Staff pledges to dive into the past to tell the full story behind how the Erie Canal was built
Contributed By Renée Barry
Transportation has evolved throughout time. The Erie Canal, a human-built waterway, was the United State’s first big infrastructure project.
You can imagine it as a highway for boats.
Since its opening in 1825, the Erie Canal rapidly transformed its surroundings. The environment, transportation, communication and commerce of New York would never be the same again. These changes occurred from the sudden new possibilities for interaction between people, goods and ideas.
We, at the Erie Canal Museum, believe that this history is not discussed often enough, especially its complex relationship to the present.
The museum is located on Erie Boulevard in New York’s only remaining Weighlock Building. Built in 1850, it was used as a tollbooth for canal boats moving through Syracuse. As transportation continued to advance, railroads and public roads soon outpaced canals. This is why the Erie Canal became paved over to make Erie Boulevard, and why the Weighlock Building is now a museum. However, the Weighlock Building almost didn’t become the Erie Canal Museum.
In the 1950s, new systems of highways were growing throughout the country. New York State considered building the interstate highway, I-81, right over the Weighlock Building and Syracuse City Hall. A powerful group of locals, predominantly white, organized politically to save the building and were successful.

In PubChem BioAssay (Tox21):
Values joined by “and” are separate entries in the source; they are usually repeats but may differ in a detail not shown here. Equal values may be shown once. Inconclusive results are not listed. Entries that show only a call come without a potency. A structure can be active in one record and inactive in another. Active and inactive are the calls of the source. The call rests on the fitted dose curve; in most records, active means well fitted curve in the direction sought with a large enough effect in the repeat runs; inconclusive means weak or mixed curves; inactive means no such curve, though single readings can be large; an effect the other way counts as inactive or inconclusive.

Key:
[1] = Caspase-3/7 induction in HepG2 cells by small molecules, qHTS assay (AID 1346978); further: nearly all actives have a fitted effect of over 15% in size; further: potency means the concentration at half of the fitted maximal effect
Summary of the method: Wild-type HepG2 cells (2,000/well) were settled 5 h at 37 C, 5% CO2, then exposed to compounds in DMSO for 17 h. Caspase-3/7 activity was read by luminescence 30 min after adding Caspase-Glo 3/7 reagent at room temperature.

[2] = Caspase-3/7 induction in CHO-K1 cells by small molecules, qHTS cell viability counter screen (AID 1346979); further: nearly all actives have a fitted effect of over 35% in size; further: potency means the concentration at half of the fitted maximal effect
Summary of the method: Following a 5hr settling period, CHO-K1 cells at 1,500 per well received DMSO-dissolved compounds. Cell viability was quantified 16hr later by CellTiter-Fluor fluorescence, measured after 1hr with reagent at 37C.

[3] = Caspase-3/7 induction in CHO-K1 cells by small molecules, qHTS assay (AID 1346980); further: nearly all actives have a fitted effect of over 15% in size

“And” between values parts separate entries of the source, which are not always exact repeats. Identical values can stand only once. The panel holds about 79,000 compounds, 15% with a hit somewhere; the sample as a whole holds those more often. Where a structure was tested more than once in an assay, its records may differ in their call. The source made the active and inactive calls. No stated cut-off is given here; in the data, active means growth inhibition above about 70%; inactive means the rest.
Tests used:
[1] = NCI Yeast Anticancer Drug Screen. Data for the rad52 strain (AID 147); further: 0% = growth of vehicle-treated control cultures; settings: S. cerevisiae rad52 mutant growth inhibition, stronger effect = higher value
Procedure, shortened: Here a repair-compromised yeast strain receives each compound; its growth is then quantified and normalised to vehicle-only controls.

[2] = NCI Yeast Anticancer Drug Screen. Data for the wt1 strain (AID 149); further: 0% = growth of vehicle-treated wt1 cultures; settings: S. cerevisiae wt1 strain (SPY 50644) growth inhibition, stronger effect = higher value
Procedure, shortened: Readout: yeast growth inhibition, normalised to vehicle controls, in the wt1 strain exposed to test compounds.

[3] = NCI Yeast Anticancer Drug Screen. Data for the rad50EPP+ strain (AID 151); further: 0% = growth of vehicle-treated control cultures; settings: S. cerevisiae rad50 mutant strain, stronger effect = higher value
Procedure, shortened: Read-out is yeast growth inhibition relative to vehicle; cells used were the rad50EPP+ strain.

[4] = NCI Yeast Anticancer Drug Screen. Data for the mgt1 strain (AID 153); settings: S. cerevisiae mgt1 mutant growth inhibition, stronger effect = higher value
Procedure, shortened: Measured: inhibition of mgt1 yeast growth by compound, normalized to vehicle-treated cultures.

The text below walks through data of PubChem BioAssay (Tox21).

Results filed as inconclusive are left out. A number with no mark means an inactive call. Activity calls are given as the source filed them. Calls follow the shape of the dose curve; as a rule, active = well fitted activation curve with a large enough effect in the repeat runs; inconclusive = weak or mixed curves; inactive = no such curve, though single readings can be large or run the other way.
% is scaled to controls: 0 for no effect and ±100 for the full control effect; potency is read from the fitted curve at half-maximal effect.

Unfortunately, the next group to protest the construction of I-81 over their own homes was not listened to in the same way. The 15th Ward, one of Syracuse’s primarily Black communities, was irreversibly demolished.
It is in this context that we, at the Erie Canal Museum, reflect on our entangled relationship to the past, present and future of the United States. We acknowledge that the museum stands while the 15th Ward no longer does. We strive to understand and reflect a more accurately diverse narrative of the Erie Canal through much needed research, programs and exhibits. This commitment began in 2020 and will continue to be a driving focus, but we need your help and input.
In 2022, the Erie Canal Museum will focus on the transforming effects that major infrastructure projects have had and continue to have on Syracuse.
Renée Barry is a research fellow at the Erie Canal Museum. She may be contacted at firstname.lastname@example.org